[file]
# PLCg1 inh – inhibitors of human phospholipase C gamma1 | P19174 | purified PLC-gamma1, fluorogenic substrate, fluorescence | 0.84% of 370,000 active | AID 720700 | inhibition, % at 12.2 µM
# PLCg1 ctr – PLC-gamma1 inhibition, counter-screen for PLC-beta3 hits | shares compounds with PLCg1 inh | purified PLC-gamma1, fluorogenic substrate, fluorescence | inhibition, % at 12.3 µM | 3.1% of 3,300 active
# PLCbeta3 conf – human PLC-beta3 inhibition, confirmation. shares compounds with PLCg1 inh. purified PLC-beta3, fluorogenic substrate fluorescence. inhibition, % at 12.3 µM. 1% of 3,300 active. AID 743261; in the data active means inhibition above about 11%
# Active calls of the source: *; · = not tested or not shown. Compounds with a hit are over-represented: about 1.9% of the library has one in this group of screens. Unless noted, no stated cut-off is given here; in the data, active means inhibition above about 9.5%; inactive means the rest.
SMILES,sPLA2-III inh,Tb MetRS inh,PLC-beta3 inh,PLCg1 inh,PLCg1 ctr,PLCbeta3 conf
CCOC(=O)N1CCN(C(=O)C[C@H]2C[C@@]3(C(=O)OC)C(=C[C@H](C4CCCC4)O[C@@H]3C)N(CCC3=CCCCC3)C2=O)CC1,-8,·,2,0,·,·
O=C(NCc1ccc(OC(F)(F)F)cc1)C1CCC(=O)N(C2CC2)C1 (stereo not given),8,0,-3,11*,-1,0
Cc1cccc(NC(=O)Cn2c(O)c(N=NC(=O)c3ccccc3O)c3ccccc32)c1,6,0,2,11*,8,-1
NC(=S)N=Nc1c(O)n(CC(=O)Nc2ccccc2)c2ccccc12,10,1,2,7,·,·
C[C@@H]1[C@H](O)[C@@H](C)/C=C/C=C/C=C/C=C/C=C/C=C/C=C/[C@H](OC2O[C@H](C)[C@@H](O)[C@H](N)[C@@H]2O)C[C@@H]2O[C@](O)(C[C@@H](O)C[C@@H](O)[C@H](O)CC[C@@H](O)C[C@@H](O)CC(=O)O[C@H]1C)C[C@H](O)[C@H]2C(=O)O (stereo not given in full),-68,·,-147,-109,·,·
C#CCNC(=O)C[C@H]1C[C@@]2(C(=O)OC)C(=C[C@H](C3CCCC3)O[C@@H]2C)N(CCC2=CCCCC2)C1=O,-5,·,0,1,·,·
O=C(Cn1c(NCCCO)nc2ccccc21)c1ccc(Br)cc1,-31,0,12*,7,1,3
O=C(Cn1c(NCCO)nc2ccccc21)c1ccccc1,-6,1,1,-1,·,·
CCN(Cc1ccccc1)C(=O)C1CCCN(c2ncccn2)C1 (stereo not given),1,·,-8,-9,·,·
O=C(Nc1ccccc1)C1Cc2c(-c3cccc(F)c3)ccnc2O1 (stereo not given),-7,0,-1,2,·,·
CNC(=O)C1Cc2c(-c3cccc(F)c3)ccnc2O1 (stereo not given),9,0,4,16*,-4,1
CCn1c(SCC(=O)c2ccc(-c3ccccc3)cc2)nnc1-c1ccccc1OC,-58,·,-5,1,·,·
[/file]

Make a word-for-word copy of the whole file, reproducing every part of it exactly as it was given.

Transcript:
# PLCg1 inh – inhibitors of human phospholipase C gamma1 | P19174 | purified PLC-gamma1, fluorogenic substrate, fluorescence | 0.84% of 370,000 active | AID 720700 | inhibition, % at 12.2 µM
# PLCg1 ctr – PLC-gamma1 inhibition, counter-screen for PLC-beta3 hits | shares compounds with PLCg1 inh | purified PLC-gamma1, fluorogenic substrate, fluorescence | inhibition, % at 12.3 µM | 3.1% of 3,300 active
# PLCbeta3 conf – human PLC-beta3 inhibition, confirmation. shares compounds with PLCg1 inh. purified PLC-beta3, fluorogenic substrate fluorescence. inhibition, % at 12.3 µM. 1% of 3,300 active. AID 743261; in the data active means inhibition above about 11%
# Active calls of the source: *; · = not tested or not shown. Compounds with a hit are over-represented: about 1.9% of the library has one in this group of screens. Unless noted, no stated cut-off is given here; in the data, active means inhibition above about 9.5%; inactive means the rest.
SMILES,sPLA2-III inh,Tb MetRS inh,PLC-beta3 inh,PLCg1 inh,PLCg1 ctr,PLCbeta3 conf
CCOC(=O)N1CCN(C(=O)C[C@H]2C[C@@]3(C(=O)OC)C(=C[C@H](C4CCCC4)O[C@@H]3C)N(CCC3=CCCCC3)C2=O)CC1,-8,·,2,0,·,·
O=C(NCc1ccc(OC(F)(F)F)cc1)C1CCC(=O)N(C2CC2)C1 (stereo not given),8,0,-3,11*,-1,0
Cc1cccc(NC(=O)Cn2c(O)c(N=NC(=O)c3ccccc3O)c3ccccc32)c1,6,0,2,11*,8,-1
NC(=S)N=Nc1c(O)n(CC(=O)Nc2ccccc2)c2ccccc12,10,1,2,7,·,·
C[C@@H]1[C@H](O)[C@@H](C)/C=C/C=C/C=C/C=C/C=C/C=C/C=C/[C@H](OC2O[C@H](C)[C@@H](O)[C@H](N)[C@@H]2O)C[C@@H]2O[C@](O)(C[C@@H](O)C[C@@H](O)[C@H](O)CC[C@@H](O)C[C@@H](O)CC(=O)O[C@H]1C)C[C@H](O)[C@H]2C(=O)O (stereo not given in full),-68,·,-147,-109,·,·
C#CCNC(=O)C[C@H]1C[C@@]2(C(=O)OC)C(=C[C@H](C3CCCC3)O[C@@H]2C)N(CCC2=CCCCC2)C1=O,-5,·,0,1,·,·
O=C(Cn1c(NCCCO)nc2ccccc21)c1ccc(Br)cc1,-31,0,12*,7,1,3
O=C(Cn1c(NCCO)nc2ccccc21)c1ccccc1,-6,1,1,-1,·,·
CCN(Cc1ccccc1)C(=O)C1CCCN(c2ncccn2)C1 (stereo not given),1,·,-8,-9,·,·
O=C(Nc1ccccc1)C1Cc2c(-c3cccc(F)c3)ccnc2O1 (stereo not given),-7,0,-1,2,·,·
CNC(=O)C1Cc2c(-c3cccc(F)c3)ccnc2O1 (stereo not given),9,0,4,16*,-4,1
CCn1c(SCC(=O)c2ccc(-c3ccccc3)cc2)nnc1-c1ccccc1OC,-58,·,-5,1,·,·